Section 06: RNA sequencing and edgeR

11/02/2018 by Verena Volf

You can also download this page in jupyter notebook format.

RNA Sequencing Analysis

RNA-seq is the technology of choice for genome-wide differential gene expression (DGE) experiments.

The starting point for an RNA-Seq experiment is a set of n RNA samples, usually associated with different treatment conditions. Each sample is sequenced and the resulting short reads are mapped to an appropriate reference genome. The number of reads mapped to each genomic feature (such as gene, exon or transcript) of interest is counted. The number of reads of a sample i that are mapped to gene g are denoted ygi.

Popular software tools for RNA seq analysis include baySeq, cuffdiff, DEGSeq, DESeq, DESeq2, EBSeq, edgeR (exact and glm modes), limma, NOISeq, PoissonSeq, and SAMSeq. Out of those, edgeR and DESEq 2 are the most widely used tool due to their superior TP identification rate and well-controlled FDR at lower fold changes.

RNA seq

EdgeR demonstration

For this class we use the software edgeR. This section provides a short edgeR tutorial which can be run by copying the code below into R. The code is divided into .. parts, which are described in the section notes. Running the code requires that you downloaded R, BioConductor and edgeR for which instructions are provided in the description of homework 8.

In [3]:
# RNA-seq analysis script 

library(edgeR)

### 1. Downdload and clean data

# download data set 
fname <- "http://www.ncbi.nlm.nih.gov/geo/download/?acc=GSE49712&format=file&file=GSE49712_HTSeq.txt.gz"
download.file(fname, destfile = "GSE49712_HTSeq.txt.gz")

data_raw <- read.table("GSE49712_HTSeq.txt.gz", header = TRUE)

#explore
# Each each row corresponds to a gene, and each column corresponds to a sample.
dim(data_raw)
head(data_raw)
tail(data_raw)
#Notice that the last five lines contain summary statistics and thus need to be removed prior to testing.
data_clean <- data_raw[1:(nrow(data_raw) - 5), ]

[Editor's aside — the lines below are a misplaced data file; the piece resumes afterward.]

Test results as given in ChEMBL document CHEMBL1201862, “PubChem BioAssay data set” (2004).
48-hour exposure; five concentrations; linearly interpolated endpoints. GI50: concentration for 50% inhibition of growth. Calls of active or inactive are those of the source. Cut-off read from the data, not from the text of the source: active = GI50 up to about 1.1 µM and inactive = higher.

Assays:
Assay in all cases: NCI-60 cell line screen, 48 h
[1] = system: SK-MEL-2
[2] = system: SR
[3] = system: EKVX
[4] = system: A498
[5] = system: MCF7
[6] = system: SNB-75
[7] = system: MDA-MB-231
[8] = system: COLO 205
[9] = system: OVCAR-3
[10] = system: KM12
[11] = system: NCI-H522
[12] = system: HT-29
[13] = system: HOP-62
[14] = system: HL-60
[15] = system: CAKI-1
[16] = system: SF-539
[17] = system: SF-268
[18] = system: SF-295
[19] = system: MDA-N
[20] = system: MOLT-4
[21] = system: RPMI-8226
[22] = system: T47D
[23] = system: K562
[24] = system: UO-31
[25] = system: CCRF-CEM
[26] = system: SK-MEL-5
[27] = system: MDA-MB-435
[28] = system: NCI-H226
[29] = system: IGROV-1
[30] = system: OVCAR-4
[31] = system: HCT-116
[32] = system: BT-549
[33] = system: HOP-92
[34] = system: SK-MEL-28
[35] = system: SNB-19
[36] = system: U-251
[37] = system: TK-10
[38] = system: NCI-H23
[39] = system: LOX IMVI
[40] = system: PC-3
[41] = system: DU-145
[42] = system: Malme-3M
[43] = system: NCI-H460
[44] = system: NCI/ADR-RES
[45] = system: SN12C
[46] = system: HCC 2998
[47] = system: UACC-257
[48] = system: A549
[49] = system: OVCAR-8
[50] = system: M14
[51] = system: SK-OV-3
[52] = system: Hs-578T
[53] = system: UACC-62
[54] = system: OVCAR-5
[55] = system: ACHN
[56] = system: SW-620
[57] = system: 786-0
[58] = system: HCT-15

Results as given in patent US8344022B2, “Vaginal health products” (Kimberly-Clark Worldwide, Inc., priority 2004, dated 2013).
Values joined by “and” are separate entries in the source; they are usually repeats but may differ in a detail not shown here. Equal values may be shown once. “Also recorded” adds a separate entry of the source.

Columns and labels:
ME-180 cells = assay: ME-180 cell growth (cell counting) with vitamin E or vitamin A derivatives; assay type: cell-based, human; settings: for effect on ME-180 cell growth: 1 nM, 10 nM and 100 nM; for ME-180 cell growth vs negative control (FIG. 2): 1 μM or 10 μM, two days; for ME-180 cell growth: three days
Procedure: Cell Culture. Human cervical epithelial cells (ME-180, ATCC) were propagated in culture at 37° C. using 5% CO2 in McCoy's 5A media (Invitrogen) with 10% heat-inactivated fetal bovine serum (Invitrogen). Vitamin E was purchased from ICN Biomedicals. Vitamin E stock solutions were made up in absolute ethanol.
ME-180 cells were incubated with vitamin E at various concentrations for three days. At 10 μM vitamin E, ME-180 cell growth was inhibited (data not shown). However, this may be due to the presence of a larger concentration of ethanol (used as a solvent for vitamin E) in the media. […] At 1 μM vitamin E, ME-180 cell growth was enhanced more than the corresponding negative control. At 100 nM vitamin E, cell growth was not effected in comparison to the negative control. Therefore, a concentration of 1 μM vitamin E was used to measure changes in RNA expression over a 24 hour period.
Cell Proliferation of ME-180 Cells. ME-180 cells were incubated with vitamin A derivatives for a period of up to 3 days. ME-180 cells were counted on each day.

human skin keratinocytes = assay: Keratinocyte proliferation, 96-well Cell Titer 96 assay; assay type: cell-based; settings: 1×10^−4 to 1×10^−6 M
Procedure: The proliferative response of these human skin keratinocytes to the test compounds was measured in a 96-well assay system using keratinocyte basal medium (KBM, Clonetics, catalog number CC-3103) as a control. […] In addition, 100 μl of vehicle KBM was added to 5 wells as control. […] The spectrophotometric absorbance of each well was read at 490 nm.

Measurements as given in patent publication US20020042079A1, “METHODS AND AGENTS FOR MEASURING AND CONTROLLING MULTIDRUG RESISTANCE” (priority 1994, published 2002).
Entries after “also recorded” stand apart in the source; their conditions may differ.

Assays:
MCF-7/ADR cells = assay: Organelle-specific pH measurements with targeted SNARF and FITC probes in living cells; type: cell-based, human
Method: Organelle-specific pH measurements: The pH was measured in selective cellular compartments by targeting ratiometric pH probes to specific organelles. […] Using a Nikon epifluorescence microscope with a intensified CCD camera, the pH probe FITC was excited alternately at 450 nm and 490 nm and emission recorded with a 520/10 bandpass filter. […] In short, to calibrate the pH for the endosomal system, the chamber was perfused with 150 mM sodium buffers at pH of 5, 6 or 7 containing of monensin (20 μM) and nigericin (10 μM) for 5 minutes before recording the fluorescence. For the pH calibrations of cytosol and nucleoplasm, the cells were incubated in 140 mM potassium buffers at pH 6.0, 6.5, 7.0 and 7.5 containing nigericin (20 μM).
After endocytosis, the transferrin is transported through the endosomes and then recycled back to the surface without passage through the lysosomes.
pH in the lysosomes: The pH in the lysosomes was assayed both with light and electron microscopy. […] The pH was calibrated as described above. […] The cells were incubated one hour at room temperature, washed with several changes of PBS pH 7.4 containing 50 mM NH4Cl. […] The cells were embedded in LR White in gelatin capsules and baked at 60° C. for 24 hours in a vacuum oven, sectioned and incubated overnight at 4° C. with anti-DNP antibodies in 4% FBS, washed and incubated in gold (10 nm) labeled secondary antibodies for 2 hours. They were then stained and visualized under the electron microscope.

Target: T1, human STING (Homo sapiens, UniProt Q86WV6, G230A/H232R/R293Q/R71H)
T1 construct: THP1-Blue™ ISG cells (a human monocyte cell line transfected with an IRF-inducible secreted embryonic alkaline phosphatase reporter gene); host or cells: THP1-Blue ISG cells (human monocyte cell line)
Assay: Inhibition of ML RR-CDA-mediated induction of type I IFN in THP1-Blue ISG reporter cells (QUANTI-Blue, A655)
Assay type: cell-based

### 2. Remove genes with low expression

#create two groups
group <- substr(colnames(data_clean), 1, 1)
group
d <- DGEList(counts = data_clean, group = group)

dim(d) # 21711 x 10
head(cpm(d))
apply(d$counts, 2, sum) # total gene counts per sample
keep <- rowSums(cpm(d)>100) >= 2
d <- d[keep,]
dim(d) # 3605 x 10.

#reset the library sizes after filtering.
d$samples$lib.size <- colSums(d$counts)
d$samples

### 3. Normalization
d <- calcNormFactors(d)
d

### 4. Data exploration
cpm_log <- cpm(d, log = TRUE)
#heatmap(cor(cpm_log))

#MDS plot
plotMDS(d, method="bcv", col=as.numeric(d$samples$group))



### 5. estimate the dispersion

d <- estimateDisp(d)
sqrt(d$common.dispersion) # biological coefficient of variation, 0.0822604
plotBCV(d)

### 6. exact test

et <- exactTest(d)
dim(et)
results_edgeR <- topTags(et, n = nrow(data_clean), sort.by = "none")
head(results_edgeR$table)


#How many genes are differentially expressed at an FDR of less than 10%?

sum(results_edgeR$table$FDR < .1)
plotSmear(et, de.tags = rownames(results_edgeR)[results_edgeR$table$FDR < .1])
abline(h = c(-2, 2), col = "blue")

edgeR works on a table of integer read counts, with rows corresponding to genes and columns to independent libraries (RNA samples). The counts represent the total number of reads that map to each gene.

Each function in edgeR has its own online help page. For example, a description of the exactTest function can be obtained by typing ?exactTest or help(exactTest) at the R prompt.

1. Download and clean data

We are going to use the data set generated by the Sequencing Quality Control (SEQC) project. The data set consists of two groups of data:

Group A is five technical replicates of the Stratagene Universal Human Reference RNA, which is a pool of ten human cell lines.

Group B is five technical replicates of Ambion's Human Brain Reference RNA, which is RNA samples pooled from multiple donors from different brain regions.

2. Remove genes with low expression

First, we get rid of genes which are not expressed or expressed at very low levels. Here I use a cutoff of 100 counts per million and only keep genes that have a cpm of 100 or greater for at least two samples. Counts per million are calculated with the edgeR function cpm() in R. At this step, we create a vector called "DataGroups" which labels each of the column. We then use this vector and the gene counts to create a DGEList, the object that edgeR uses for storing data from a differential gene expression experiment.